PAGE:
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Popular name for a "medicine" or a defence against the plague. The internal and external use of vinegar against various diseases and as a protective agent was already common in antiquity. According to one version, the "invention" of plague vinegar dates back to 1720, when the plague raged in southern France. According to tradition, four thieves went around robbing the dying and the dead. They were assured of impunity if they revealed the secret of their apparent immunity to the epidemic. This they then did. That is why it is also called robber's vinegar, four-robber vinegar or poison vinegar; lat. acetum pestilentiale prophylacticum. To protect oneself against infectious diseases, one should rinse one's mouth with plague vinegar, wash various parts of the body with it or take a few spoonfuls of it daily. In addition, to protect themselves from the plague, doctors wore a leather robe with an overcoat and a mask. The beak-like appendage contained herbs or vinegar sponges to "filter" the air (middle picture from the 17th century).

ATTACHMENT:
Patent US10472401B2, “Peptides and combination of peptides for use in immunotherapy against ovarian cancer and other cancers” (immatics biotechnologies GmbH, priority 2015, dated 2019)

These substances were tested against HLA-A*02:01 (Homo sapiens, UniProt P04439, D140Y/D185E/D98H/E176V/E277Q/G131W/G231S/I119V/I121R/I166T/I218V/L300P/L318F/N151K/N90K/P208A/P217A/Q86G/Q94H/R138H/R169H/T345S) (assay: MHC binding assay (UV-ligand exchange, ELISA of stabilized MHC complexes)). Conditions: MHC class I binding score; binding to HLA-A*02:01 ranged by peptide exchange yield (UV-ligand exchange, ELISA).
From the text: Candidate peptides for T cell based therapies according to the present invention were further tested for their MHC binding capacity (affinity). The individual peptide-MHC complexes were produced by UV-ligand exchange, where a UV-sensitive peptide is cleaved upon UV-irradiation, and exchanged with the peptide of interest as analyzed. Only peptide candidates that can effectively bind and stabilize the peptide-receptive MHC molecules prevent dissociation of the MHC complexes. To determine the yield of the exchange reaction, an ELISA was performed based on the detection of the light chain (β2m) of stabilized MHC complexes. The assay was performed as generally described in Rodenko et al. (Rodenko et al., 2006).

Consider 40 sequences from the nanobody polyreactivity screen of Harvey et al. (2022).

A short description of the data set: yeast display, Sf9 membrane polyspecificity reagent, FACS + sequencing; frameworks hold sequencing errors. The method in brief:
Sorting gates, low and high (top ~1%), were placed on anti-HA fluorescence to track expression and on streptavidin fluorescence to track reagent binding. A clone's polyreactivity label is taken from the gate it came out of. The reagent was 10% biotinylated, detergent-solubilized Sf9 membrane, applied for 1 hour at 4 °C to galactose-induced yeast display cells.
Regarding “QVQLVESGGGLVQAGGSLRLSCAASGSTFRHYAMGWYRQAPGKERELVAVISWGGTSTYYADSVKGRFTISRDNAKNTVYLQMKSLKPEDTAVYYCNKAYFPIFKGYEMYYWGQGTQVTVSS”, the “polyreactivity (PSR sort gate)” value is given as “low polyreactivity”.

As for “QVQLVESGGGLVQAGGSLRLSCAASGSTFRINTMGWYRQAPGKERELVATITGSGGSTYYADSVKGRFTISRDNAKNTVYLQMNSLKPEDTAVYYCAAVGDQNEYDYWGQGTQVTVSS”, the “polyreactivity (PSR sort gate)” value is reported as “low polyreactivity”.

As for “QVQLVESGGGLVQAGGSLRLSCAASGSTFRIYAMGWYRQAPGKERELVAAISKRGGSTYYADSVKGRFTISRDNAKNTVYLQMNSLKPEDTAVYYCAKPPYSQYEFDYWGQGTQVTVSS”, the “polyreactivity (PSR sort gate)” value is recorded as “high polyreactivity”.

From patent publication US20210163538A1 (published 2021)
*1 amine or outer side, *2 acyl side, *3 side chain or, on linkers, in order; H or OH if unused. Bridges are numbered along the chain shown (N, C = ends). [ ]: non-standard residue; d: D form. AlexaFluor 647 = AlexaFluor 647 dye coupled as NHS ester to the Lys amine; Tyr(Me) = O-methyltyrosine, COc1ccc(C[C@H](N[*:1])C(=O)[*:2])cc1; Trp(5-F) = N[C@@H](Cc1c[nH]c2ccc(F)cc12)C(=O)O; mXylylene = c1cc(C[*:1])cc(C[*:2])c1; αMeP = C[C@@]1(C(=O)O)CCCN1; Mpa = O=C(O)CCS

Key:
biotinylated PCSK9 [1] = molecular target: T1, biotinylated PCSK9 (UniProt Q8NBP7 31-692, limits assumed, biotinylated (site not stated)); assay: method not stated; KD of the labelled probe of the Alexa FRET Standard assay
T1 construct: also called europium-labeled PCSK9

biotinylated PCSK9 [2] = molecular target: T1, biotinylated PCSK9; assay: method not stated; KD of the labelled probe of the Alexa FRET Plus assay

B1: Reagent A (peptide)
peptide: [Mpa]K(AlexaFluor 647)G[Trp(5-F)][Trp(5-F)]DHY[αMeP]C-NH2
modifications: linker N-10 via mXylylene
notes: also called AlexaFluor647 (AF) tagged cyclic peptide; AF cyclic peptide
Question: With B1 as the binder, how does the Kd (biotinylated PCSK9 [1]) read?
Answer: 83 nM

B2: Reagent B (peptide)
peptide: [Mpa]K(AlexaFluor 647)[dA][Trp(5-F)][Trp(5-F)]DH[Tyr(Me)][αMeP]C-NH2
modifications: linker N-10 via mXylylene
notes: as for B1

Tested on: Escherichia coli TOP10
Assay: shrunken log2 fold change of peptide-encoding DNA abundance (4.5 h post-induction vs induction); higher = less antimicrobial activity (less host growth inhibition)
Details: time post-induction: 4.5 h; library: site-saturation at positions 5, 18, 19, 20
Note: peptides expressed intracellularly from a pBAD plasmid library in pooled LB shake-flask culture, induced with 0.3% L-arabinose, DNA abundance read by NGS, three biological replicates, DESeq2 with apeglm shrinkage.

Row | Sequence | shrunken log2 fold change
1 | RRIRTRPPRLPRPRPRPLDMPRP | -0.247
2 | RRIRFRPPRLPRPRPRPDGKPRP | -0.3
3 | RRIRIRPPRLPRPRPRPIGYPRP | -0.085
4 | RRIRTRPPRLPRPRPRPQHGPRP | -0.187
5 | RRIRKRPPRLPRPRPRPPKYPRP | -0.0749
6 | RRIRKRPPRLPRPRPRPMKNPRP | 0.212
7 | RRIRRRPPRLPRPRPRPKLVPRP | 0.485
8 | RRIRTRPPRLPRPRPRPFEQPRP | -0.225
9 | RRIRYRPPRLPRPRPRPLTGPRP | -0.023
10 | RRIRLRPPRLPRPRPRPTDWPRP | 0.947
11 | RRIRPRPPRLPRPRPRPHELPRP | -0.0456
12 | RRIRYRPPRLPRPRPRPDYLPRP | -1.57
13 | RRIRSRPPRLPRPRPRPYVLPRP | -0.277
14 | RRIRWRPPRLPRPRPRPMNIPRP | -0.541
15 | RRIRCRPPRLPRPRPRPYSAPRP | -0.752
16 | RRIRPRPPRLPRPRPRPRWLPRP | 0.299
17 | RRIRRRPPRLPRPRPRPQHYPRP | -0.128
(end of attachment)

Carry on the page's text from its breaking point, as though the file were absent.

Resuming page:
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Prof. Dr. Walter Kutscher
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The world's largest Lexicon of wine terms.

26,076 Keywords · 46,829 Synonyms · 5,324 Translations · 31,411 Pronunciations · 186,849 Cross-references
made with by our author Norbert F. J. Tischelmayer. About the Lexicon